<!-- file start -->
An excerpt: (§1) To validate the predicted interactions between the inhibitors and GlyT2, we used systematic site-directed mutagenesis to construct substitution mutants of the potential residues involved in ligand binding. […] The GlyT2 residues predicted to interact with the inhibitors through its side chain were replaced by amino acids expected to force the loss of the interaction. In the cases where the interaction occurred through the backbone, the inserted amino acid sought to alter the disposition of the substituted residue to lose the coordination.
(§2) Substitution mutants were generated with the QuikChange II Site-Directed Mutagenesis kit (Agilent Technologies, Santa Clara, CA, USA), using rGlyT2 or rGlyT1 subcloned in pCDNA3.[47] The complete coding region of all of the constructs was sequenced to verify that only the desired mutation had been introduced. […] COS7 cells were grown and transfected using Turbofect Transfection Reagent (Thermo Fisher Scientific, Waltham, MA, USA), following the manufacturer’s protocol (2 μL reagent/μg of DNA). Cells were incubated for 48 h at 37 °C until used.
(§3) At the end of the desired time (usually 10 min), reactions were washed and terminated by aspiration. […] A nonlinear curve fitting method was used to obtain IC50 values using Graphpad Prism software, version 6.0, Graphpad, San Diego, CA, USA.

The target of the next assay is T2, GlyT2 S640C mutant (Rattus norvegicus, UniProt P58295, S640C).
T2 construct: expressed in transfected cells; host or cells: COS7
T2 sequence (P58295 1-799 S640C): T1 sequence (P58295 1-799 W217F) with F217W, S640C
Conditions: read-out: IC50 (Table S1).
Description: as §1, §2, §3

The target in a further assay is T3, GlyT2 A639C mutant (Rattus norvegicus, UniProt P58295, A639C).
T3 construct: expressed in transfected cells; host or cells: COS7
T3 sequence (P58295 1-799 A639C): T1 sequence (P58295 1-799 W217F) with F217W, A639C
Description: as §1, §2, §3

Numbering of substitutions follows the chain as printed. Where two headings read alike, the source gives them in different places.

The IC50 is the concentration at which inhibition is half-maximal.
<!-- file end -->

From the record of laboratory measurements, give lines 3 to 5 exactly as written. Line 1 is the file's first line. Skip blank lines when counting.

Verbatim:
(§3) At the end of the desired time (usually 10 min), reactions were washed and terminated by aspiration. […] A nonlinear curve fitting method was used to obtain IC50 values using Graphpad Prism software, version 6.0, Graphpad, San Diego, CA, USA.

The target of the next assay is T2, GlyT2 S640C mutant (Rattus norvegicus, UniProt P58295, S640C).
T2 construct: expressed in transfected cells; host or cells: COS7